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Spring Soil Sampling's Overlooked Opportunities

Posted on
April 30, 2019
Buffy Uglow

By: Dustin Sawyer, Agronomy Laboratory Director

Spring is my favorite season. Not because the snow melts, the temperatures warm up, or any of that starry-eyed, “rebirth” stuff (though I guess that stuff is nice). I like spring because I don’t like to be rushed. I prefer to do things slow and easy.

When you run a soil laboratory you live by the seasons, and there are only two: spring and fall. Fall is busiest time (when you don’t sleep or see your family) for soil sampling and there’s an increased sense of urgency as we race to beat the cold temperatures that freeze the ground and work to organize our spring fertility. Spring is a shorter, less-busy sampling season. It isn’t as popular as fall, and I don’t know why. I’ve asked around a bit to try and figure this out and I’ve been met with a lot of “that’s just how we’ve always done it.” I think the mentality of fall sampling has roots in the fertilizer prepayment, but I can’t guarantee that’s the only reason. Perhaps the logic is that if we can determine the fertilizer need in fall, we can get the order placed prior to year-end.

I’ve also heard the concern that spring and fall soil samples will yield different results, but there’s no evidence to support this wives’ tale. Looking at over two million soil samples from our database, I can find no statistical difference between samples collected in each of the two seasons. I think that fall soil sampling has just been the normal procedure for so long that most people don’t really consider another option. That said, spring sampling isn’t just another option, I believe it’s actually the better option.

By now you may be wondering how I seem to be avoiding the rushed, hectic pace of the spring agriculture season. There’s planting to be done and fertilizer to be spread, and it all needs to be done within a specific window of time. The spring season is the craziest season in agriculture – how can I say it’s slow and easy? Here’s the best part about spring soil sampling: it doesn’t follow the same timeline as planting. In fact, the spring soil sampling window extends far beyond planting.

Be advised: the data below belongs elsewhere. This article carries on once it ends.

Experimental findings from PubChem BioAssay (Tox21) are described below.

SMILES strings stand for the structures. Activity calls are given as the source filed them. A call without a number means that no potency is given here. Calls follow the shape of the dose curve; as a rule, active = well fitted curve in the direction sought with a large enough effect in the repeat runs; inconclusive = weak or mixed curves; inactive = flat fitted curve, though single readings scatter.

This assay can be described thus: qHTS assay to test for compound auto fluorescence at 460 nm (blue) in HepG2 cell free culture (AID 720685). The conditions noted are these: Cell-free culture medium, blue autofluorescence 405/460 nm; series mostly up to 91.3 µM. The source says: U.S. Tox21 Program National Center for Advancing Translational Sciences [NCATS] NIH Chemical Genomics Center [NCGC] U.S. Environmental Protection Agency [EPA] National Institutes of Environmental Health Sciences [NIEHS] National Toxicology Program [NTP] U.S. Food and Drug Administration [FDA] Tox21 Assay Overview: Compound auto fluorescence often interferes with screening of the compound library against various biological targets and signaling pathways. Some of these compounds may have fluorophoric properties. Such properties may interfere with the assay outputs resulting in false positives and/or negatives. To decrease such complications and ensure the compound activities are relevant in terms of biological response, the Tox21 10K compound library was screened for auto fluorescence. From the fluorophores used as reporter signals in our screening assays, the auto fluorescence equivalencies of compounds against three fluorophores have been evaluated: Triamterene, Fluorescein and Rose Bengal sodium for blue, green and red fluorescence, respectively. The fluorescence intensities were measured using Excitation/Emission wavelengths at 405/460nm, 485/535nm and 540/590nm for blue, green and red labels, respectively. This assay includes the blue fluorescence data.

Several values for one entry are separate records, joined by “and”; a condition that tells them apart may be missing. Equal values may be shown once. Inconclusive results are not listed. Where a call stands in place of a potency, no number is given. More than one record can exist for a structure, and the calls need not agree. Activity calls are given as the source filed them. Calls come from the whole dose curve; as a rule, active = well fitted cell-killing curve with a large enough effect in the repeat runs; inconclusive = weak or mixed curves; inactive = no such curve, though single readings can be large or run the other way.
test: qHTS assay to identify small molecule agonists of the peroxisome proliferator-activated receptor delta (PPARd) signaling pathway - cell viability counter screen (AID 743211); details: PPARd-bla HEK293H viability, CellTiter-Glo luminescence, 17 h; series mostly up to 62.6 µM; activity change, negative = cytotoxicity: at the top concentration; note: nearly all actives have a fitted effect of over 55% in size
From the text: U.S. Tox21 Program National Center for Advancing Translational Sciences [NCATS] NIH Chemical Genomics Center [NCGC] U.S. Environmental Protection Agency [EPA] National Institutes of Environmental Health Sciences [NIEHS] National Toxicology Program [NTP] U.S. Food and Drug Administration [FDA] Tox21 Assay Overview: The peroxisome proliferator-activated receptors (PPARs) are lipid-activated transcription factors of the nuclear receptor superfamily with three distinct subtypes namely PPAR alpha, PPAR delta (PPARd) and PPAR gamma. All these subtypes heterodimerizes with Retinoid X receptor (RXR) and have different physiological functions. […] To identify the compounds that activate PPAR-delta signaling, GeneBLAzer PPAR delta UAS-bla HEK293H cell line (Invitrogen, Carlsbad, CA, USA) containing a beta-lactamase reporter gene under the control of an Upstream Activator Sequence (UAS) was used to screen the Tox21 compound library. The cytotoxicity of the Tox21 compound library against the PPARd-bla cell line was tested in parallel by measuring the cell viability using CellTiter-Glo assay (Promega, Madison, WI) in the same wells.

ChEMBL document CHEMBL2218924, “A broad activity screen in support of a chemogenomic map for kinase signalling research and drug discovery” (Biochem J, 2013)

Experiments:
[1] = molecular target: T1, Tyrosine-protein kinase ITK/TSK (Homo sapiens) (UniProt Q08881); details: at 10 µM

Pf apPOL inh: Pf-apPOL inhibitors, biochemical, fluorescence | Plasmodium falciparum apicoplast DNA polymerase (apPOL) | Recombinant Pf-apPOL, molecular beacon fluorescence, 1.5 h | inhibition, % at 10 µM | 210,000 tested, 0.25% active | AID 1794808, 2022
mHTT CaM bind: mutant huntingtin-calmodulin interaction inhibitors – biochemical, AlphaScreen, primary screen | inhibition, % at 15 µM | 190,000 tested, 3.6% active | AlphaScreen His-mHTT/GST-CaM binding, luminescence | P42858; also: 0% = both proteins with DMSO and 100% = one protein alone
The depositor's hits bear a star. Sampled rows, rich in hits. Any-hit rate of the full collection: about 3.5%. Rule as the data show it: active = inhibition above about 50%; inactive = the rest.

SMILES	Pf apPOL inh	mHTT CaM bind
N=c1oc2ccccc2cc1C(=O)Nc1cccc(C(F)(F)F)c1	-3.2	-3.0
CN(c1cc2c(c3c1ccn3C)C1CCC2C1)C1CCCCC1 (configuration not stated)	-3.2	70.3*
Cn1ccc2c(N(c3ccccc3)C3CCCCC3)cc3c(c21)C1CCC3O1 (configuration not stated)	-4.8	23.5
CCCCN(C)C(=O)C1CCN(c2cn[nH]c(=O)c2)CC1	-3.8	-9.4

Soil samples can be collected any time post emergence, up to the time that ATV traffic will break the plants, about V3 for both corn and soybeans. That means spring samples can be collected between planting and sidedressing. If you need to sample an alfalfa field, that can be done anytime after cutting, until regrowth is too tall to get through with an ATV.

For many of us, spring sampling is seen as an opportunity to finish up soil sampling that wasn’t completed the previous fall. The stresses and rush of the planting season makes it easy to overlook the real opportunity that it offers: to avoid the fall sampling rush. Sampling post emergence will ensure that an early freeze won’t prevent getting the samples pulled, and can help guard your fertility program from the unpredictability of nature, allowing you to take it slow and easy.

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Rock River Laboratory

Founded in 1976, Rock River Laboratory is a family-owned laboratory network that provides production assistance to the agricultural industry through the use of advanced diagnostic systems, progressive techniques, and research-supported analyses.  Employing a team of top specialists in their respective fields, Rock River Laboratory provides accurate, cost-effective, and timely analytical results to customers worldwide, while featuring unsurpassed customer service.

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